After introducing the Type B Distribution Boards and compliance with standards in the first part of the Hager Distribution Boards guide, in this article we’re presenting the Cable Entry and the Isolation and Switching of the Hager Boards. Download the entire guide from the Hager website – Hager Guide to Commercial Installations.
Hager Commercial Distribution Boards – Cable entry
Designers and installers must select a wiring system that avoids damage to the sheath and insulation of cable during installation, use and maintenance. Where cables enter a distribution board from trunking, the cables must be protected from any sharp edges in order to comply with 522.8.1. Common methods of complying include deburring edges and using grommet strips or manufactured spacers.
Regulation 526.9 requires that the cores of unsheathed cables from which the sheath has been removed and non-sheathed cables at the termination of the trunking etc are enclosed. Complying with these regulations can be difficult when passing the cables from the trunking into a distribution board. The on-site construction of a spacer using material such as paxolin is a common solution. This is, however, time consuming and produces dust, so appropriate health and safety protection may need providing. Also the installer must take care that the solution fully complies with the regulations by making a proper seal.
Not only does this cable entry system meet the requirements of the regulations, but it also cuts the time taken to fit the board to trunking by up to four times.
Hager Commercial Distribution Boards – A better alternative
Another answer is to use a distribution board that has an end plate adapted for coupling to trunking. In Hager’s new boards, for example, the end plate has a removable section that leaves a smooth edge return that is free from screw heads and nuts. This allows flush coupling to trunking and a smooth entry for cables to meet the requirements of 522.8.1 and 526.9 of the Wiring Regulations. Not only does this cable entry system meet the requirements of the regulations, but it also cuts the time taken to fit the board to trunking by up to four times.
In an independent trial, the time taken to fit a typical distribution board to trunking when the installer needs to cut out the gland plate and cut paxolin to shape was 50 minutes. When there is no need to prepare gland plates, use paxolin or adjust the trunking, the same installer took just 13 minutes to fit the comparable Hager board.
Hager Commercial Distribution Boards – Isolation and switching
Isolation aims to make dead, for safety reasons, all or a discrete section of the electrical installation by separating it from every source of electric energy. This is commonly achieved by switching off an isolation device within the distribution board. Regulation 5188.8.131.52 requires that the device shall isolate all live conductors, subject to the provisions of regulation 537.1.2. The neutral conductor is also a live conductor. In a TN-S or TN-C-S installation, however, regulation 537.1.2 allows the neutral conductor to not be isolated where it is reliably connected to earth. If the supply complies with the Electrical Safety, Quality and Continuity Regulations 2002, a three-pole isolating device is sufficient for a three-phase supply. Regulation 5184.108.40.206, however, says that there should be some provision for disconnecting the neutral, for example by using a bolted link. Three-phase TT supplies will require disconnection of the neutral, so a four-pole isolation device is needed. For a single-phase supply where the main switch will be used by ‘ordinary persons’, the isolating switch must interrupt both live conductors.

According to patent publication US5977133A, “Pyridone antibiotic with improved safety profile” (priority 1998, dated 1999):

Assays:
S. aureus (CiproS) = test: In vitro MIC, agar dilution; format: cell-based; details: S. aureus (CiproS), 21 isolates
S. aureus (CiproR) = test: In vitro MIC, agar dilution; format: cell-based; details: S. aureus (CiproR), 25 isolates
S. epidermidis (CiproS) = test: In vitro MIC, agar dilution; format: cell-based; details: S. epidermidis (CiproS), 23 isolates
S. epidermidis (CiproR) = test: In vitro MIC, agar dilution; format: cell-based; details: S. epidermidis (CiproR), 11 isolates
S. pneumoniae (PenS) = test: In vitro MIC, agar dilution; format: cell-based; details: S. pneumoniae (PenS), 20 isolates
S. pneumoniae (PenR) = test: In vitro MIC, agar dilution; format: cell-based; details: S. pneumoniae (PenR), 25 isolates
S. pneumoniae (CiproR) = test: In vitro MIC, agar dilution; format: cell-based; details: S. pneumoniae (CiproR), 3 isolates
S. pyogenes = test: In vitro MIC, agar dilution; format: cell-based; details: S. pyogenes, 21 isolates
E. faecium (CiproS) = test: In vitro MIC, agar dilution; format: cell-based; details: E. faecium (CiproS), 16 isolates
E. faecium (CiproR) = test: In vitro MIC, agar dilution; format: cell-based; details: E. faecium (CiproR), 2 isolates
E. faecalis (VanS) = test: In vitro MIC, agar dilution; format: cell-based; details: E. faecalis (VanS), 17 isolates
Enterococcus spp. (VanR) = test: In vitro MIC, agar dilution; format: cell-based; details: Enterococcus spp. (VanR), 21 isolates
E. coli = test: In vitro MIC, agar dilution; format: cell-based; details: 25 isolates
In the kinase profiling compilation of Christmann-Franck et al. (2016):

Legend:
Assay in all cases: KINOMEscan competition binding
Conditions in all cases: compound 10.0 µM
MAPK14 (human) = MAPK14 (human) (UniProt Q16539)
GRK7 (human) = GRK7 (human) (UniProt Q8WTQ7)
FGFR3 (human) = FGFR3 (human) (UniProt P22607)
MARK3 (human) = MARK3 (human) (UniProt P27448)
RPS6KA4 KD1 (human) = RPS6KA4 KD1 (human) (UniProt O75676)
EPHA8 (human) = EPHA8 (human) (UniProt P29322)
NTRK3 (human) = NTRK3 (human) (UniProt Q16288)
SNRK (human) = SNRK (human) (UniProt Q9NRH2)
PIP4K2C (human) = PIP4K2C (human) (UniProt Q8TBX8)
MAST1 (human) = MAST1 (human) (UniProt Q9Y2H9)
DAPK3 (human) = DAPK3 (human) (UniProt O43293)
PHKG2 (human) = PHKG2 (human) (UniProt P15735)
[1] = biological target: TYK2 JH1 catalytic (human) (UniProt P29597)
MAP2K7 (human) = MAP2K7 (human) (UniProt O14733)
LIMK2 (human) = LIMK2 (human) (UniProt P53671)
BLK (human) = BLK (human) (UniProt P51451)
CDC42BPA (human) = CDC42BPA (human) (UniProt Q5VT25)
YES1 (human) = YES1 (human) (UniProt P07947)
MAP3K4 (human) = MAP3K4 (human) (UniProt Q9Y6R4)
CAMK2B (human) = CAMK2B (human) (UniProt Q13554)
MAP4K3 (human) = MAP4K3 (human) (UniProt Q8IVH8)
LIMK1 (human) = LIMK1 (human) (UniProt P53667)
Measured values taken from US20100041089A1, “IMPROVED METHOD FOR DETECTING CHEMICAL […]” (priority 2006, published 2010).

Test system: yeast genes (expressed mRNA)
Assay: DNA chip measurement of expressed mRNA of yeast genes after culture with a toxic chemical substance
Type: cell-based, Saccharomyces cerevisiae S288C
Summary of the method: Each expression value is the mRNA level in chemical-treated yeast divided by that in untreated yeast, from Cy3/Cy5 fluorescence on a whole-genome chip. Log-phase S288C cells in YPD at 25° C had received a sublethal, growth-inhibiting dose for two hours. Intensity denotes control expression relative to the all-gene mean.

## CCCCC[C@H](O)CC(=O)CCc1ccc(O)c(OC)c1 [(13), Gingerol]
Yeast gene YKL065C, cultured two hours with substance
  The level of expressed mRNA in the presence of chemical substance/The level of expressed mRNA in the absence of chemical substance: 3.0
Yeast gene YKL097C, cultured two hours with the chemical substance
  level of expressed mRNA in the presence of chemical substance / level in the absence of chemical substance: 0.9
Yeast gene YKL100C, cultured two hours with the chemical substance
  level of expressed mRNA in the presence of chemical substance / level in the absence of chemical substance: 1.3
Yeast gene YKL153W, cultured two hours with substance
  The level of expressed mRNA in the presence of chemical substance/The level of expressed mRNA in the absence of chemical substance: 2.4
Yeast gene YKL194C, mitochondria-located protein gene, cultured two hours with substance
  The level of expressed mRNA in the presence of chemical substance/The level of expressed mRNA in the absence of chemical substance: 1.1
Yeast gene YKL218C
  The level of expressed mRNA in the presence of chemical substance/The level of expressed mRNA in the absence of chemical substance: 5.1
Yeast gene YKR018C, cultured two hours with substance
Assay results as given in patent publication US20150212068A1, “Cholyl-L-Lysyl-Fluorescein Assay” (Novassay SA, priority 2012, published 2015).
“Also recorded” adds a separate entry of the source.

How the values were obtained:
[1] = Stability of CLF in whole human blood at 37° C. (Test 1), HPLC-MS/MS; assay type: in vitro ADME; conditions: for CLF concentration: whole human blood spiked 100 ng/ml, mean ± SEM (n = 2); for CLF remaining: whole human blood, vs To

The below Table 53.2 identifies that circuit breakers to BS EN 60947-2 are suitable for isolation. These are commonly used as outgoing devices in distribution boards and can be used as isolation devices for individual circuits. The table below gives guidance as to whether the neutral conductor needs to be switched or not.
BS 7671 also requires that the device used for isolation is designed and/or installed so as to prevent unintentional or inadvertent closure. Usually this means that you need to fit some kind of locking mechanism to the device. IEE Guidance Note 2 gives more detailed guidance on isolation and switching.
[This is the second part of the full Hager Guide to the Commercial Installations, dealing with the cable entry and the isolation&switching of the Hager Distribution Boards(download the full pdf file of the guide via the Hager website). Read the first part online via the Hager Guide to Commercial Installations(1), Type B Distribution Boards and compliance with standards, or continue reading our blog for the next parts.]